Mazzuca: Party animals " our political mascots |

Mazzuca: Party animals " our political mascots

When his opponents began calling him a “jackass” for his populist views, President Andrew Jackson decided to turn the insult into a benefit; and soon the strong-willed animal was appearing on Jackson’s campaign posters. Later, after he had won the election, the donkey was used to represent his stubbornness.

But it wasn’t until 1837 that the donkey was actually used in a political cartoon to represent the Democrats as a party. Jackson was retired in 1837, but he still considered himself the party’s leader, and was depicted in a cartoon trying to prod the donkey to go where he wanted the animal to go.

Interestingly enough, the person credited with making the donkey the symbol of Democratic Party probably had no knowledge of the prior associations. Thomas Nast, a famous political cartoonist first used the donkey in an 1870 Harper’s Weekly cartoon. Nast intended the donkey to represent an anti-war faction, with whom he disagreed. But the symbol caught the public’s fancy and the cartoonist continued using it to represent various Democrats. Later, before presidents were limited to two terms, Nast used the donkey to portray Democratic uneasiness over a possible third term for Ulysses S. Grant.

A cartoon titled “The Third Term Panic,” showed animals representing various issues running away from a donkey. The elephant labeled “The Republican Vote,” was about to run into a pit containing inflation, chaos and repudiation. Although the elephant had been connected with the Republican Party in cartoons that appeared as early as 1860, it was Nast’s 1874 cartoon, published by Harper’s Weekly that solidified the elephant as the Republican emblem. Meanwhile, by 1880 the donkey was well-established as a mascot for the Democratic Party.

But there have been aberrations in some Midwestern states, to wit: early in the 20th century the Democrats used a rooster as their emblem in Kentucky, Ohio, Indiana and Oklahoma, while the Republicans used an eagle. Additionally, for the majority of the 20th century, Missouri Democrats used the Statue of Liberty as their ballot emblem. While this may not seem big deal, it did cause quite a bit of confusion when Libertarian candidates received ballot access in Missouri in 1976 because their national symbol was Statue of Liberty.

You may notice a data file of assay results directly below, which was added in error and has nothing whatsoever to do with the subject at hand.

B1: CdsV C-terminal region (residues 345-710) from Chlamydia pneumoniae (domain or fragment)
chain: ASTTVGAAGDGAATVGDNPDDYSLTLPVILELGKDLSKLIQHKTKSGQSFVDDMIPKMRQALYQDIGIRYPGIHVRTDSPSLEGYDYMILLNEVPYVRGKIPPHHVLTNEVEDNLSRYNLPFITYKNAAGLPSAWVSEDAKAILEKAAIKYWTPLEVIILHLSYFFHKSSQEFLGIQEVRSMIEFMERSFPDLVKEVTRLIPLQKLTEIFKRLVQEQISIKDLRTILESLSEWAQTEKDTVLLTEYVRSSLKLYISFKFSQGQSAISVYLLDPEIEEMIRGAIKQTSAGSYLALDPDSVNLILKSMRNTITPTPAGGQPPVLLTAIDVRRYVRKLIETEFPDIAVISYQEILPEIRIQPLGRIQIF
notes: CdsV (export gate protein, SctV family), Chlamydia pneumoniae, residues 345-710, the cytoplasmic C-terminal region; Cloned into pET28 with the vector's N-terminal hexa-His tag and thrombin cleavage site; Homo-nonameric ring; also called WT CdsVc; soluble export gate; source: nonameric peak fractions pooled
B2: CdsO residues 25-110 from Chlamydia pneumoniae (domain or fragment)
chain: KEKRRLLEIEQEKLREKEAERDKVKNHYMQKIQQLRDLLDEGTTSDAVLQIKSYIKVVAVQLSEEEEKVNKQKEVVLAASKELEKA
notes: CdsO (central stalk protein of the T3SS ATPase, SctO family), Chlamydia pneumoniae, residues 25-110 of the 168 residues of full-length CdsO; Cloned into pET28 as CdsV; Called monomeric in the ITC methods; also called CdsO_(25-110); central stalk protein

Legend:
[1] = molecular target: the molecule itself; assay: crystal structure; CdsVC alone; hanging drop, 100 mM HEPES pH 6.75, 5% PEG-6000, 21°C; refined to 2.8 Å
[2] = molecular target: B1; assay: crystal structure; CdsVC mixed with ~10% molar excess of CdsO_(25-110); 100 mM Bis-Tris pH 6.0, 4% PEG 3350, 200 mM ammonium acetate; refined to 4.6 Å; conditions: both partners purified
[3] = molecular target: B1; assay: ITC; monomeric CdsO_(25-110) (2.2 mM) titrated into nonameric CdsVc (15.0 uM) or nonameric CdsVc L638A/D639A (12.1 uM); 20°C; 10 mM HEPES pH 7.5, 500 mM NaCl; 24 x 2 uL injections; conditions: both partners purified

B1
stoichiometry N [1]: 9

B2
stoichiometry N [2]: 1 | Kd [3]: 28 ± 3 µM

To avoid further confusion Missouri Libertarians eventually settled on the Liberty Bell as their ballot emblem ” at least until the “mule” became Missouri’s official state animal in 1995. Ever flexible, the Libertarians did the logical thing and began using the donkey on their ballots. Obviously voters were a bit bemused because between 1995 and 2004 the Democratic ticket was marked with the Libertarian Statue of Liberty, while the Libertarians used the Democrats’ donkey.

Democrats will tell you the donkey is humble, smart, courageous and loveable, while the Republicans regard the donkey as stubborn, silly and ridiculous. On the other hand, the Republicans think the elephant is dignified, strong and intelligent while the Democrats think of the elephant as bungling, stupid, and conservative ” I’ll let you make the call.

Nevertheless, the above may become academic as we move away from the traditional donkey and elephant symbols during national election coverage on TV because the talking heads now refer to states as being either red or blue. Time was though, when some television networks used red for the Democrats and blue for the Republicans while other networks reversed the colors. But that changed on election night 2000 when the color blue became identified with the Democratic Party and the color red became identified with the Republican Party. That night, was the first time all major broadcast television networks used the same color scheme electoral map: blue states for Al Gore and red states for George W. Bush.

No one knows what will happen next November, but this much is certain. The 2008 election promises to go well beyond donkeys and elephants because the mainstream media will do its self-appointed job and create a circus atmosphere. Fortunately though, it’ll be a red, white and blue circus.

Quote of the Day: “Vote early, vote often.” “Unnamed Chicago City Alderman

Butch Mazzuca is a business consultant and writes a column for the Vail Daily. He can be reached at

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